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Monday, March 12, 2012

Miss Bala

Miss Bala (2011, Mexico, Gerardo Naranjo)

Gerardo Naranjo’s remarkable Miss Bala can perfectly be described by the phrase “wrong place, wrong time”. Unfortunately, in the case of Laura Guerrero (Stephanie Sigman), her presence at such a place manages to turn her life into a nightmare hours after she wins a dream spot in the Miss Baja beauty pageant.

Miss Bala Laura

Laura only manages to get an audition thanks to her friend Suzu (Lakshmi Picazo). Later that night, Laura goes to a party to find Suzu but comes across cartel members who secretly enter through the washroom.

Miss Bala party

Laura is spared by the gang leader Lino (Noe Hernandez) but Suzu disappears and several people at the party are killed. Suzu’s absence also causes Laura to lose her spot in the pageant so Laura is desperate to find her friend.

Miss Bala Police car

Laura finds a police officer and honestly tells him about the previous night’s happenings. However, the officer leads Laura to the gangsters and Lino.

Miss Bala Lino

Lino has feelings for Laura and uses her as a pawn in his operations. In return, he gets Laura her spot spot back in the beauty contest.

miss bala laura contest number

Laura pays a heavy price for finally realizing her pageant dream because her life becomes a living nightmare in which the cartel shuttle her from location to location, including border crossings. The cartel is omnipresent and its tentacles infiltrate every aspect of society around Laura. As a result, everyone that Laura reaches out to for help is either captured or eliminated by the cartel.

Miss Bala ongoing war

The film is loosely based on a real life story and shows how a constant war between police and criminals forces innocent people to choose sides and even conduct illegal operations. Choosing sides also involves acting as an informer and providing tips either for money or pure survival. With such an uncertain environment, it is not a surprize that many meetings are conducted away from plain view, either in the confines of a car or in a dark room. Naranjo smartly depicts this by framing many critical transactions in a car, including Lino’s rape of Laura.

Miss Bala opening credits

The opening credits of the film shows an interesting poster collage of models and beauty contest winners. However, Naranjo also places the word “Fashion victim” on the wall as a nod towards the inspiration for the film’s story. Also, as noted by Satish Naidu, the collage contains a picture of Priyanka Chopra’s character from Madhur Bhandarkar’s film Fashion.

Miss Bala poster collage

This placement is not a coincidence as Laura’s profile evokes Priyanka Chopra’s character from Fashion. Both characters can rightly be called fashion victims and are beautiful women whose lives are effected by the crime and corruption around them.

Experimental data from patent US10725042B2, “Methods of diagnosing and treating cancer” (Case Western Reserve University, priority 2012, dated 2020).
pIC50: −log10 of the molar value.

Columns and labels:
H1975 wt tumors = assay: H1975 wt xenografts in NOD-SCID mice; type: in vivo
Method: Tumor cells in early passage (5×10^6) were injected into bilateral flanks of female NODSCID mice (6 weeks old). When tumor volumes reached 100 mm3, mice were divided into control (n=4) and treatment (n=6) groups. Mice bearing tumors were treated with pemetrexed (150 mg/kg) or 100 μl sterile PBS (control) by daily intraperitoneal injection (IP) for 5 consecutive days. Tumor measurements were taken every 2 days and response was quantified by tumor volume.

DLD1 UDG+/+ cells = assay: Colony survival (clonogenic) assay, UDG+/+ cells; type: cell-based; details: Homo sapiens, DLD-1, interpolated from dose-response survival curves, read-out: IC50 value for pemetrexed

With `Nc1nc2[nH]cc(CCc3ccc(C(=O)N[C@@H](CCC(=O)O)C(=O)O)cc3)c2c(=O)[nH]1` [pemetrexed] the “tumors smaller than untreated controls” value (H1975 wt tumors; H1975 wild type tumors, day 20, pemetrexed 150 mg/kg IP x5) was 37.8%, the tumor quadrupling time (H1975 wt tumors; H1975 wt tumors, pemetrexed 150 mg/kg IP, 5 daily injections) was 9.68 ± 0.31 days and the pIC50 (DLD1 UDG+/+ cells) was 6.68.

miss bala laura miss baja
miss bala laura miss baja contest

4 comments:

Sam Juliano said...

I'm not sure why I didn't see this when it opened here back in January, though I'm thinking I was still winding up 2011 movie going and the unraveling of the awards. I did remember some had said it was a tense and paranoia infused film, and for the most part the reviews were positive. After just reading over your typically excellent prose and layout I realize this is one I must keep an eye out for when and if it makes it's return.

Sachin said...

It is indeed worth seeing Sam although I outlined a good portion of the story so I hope I didn't ruin it for you :)

Thanks for your comment & visit Sam.

Satish Naidu said...

The wonder of it is how the frame becomes so claustrophobic, almost like the time you are sitting on the rear seat of a bike holding something big, say a carrom board, which's basically obstructing your vision. It is a classic moment of anxiety.
Here in Miss Bala almost everything is happening off-screen, literally and figuratively, and the resultant tension is almost unbearable. I watched the film over a good 4 hours. Trust me, I needed that time.

Sachin said...

Ha wonderful analogy Satish regarding the restricted view. A majority of the scenes are in confined space so that certainly adds to that anxiety. I have to say a second viewing was a different experience as knowing how things would turn out allowed me to relax and let the nightmare unfold. Also, I am glad quite a few of the scenes take place in daylight as the light helped release some of the tension for me.

I contrast to this Kinatay. In that film, mostly everything takes place in night time and restricted light and that adds to the claustrophobic feeling. Which is why I think some people who saw it in a cinema had such a strong dislike to it as they could not turn it off. I needed to switch Kinatay off and take my time to finish it. So I understand what you mean by taking time to finish Miss Bala